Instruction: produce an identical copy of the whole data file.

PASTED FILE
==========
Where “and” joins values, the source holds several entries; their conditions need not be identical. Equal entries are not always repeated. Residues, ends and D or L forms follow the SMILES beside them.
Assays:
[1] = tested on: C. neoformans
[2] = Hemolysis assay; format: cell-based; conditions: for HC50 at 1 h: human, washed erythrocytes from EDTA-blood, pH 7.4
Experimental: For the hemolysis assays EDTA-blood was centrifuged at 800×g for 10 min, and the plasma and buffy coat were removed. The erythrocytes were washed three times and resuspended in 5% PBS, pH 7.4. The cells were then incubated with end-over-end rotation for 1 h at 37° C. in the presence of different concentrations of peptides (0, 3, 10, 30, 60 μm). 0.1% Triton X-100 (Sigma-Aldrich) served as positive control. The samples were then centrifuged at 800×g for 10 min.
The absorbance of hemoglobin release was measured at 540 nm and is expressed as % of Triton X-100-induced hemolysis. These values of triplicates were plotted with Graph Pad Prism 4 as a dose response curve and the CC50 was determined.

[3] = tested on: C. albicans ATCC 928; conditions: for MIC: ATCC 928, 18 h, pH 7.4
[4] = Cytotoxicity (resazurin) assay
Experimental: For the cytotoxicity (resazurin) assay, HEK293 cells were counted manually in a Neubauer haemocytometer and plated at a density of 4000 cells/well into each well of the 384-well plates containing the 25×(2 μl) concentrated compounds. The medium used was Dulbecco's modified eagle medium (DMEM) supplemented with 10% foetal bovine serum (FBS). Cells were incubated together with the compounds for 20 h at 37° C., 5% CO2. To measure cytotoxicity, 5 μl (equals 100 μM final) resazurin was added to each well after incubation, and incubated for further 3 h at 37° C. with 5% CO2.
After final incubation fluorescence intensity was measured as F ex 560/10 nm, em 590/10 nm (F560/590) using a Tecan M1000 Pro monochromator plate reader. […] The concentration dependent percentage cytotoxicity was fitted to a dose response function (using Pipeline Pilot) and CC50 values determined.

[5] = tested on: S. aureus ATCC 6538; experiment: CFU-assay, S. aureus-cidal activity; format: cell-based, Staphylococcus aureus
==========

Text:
Where “and” joins values, the source holds several entries; their conditions need not be identical. Equal entries are not always repeated. Residues, ends and D or L forms follow the SMILES beside them.
Assays:
[1] = tested on: C. neoformans
[2] = Hemolysis assay; format: cell-based; conditions: for HC50 at 1 h: human, washed erythrocytes from EDTA-blood, pH 7.4
Experimental: For the hemolysis assays EDTA-blood was centrifuged at 800×g for 10 min, and the plasma and buffy coat were removed. The erythrocytes were washed three times and resuspended in 5% PBS, pH 7.4. The cells were then incubated with end-over-end rotation for 1 h at 37° C. in the presence of different concentrations of peptides (0, 3, 10, 30, 60 μm). 0.1% Triton X-100 (Sigma-Aldrich) served as positive control. The samples were then centrifuged at 800×g for 10 min.
The absorbance of hemoglobin release was measured at 540 nm and is expressed as % of Triton X-100-induced hemolysis. These values of triplicates were plotted with Graph Pad Prism 4 as a dose response curve and the CC50 was determined.

[3] = tested on: C. albicans ATCC 928; conditions: for MIC: ATCC 928, 18 h, pH 7.4
[4] = Cytotoxicity (resazurin) assay
Experimental: For the cytotoxicity (resazurin) assay, HEK293 cells were counted manually in a Neubauer haemocytometer and plated at a density of 4000 cells/well into each well of the 384-well plates containing the 25×(2 μl) concentrated compounds. The medium used was Dulbecco's modified eagle medium (DMEM) supplemented with 10% foetal bovine serum (FBS). Cells were incubated together with the compounds for 20 h at 37° C., 5% CO2. To measure cytotoxicity, 5 μl (equals 100 μM final) resazurin was added to each well after incubation, and incubated for further 3 h at 37° C. with 5% CO2.
After final incubation fluorescence intensity was measured as F ex 560/10 nm, em 590/10 nm (F560/590) using a Tecan M1000 Pro monochromator plate reader. […] The concentration dependent percentage cytotoxicity was fitted to a dose response function (using Pipeline Pilot) and CC50 values determined.

[5] = tested on: S. aureus ATCC 6538; experiment: CFU-assay, S. aureus-cidal activity; format: cell-based, Staphylococcus aureus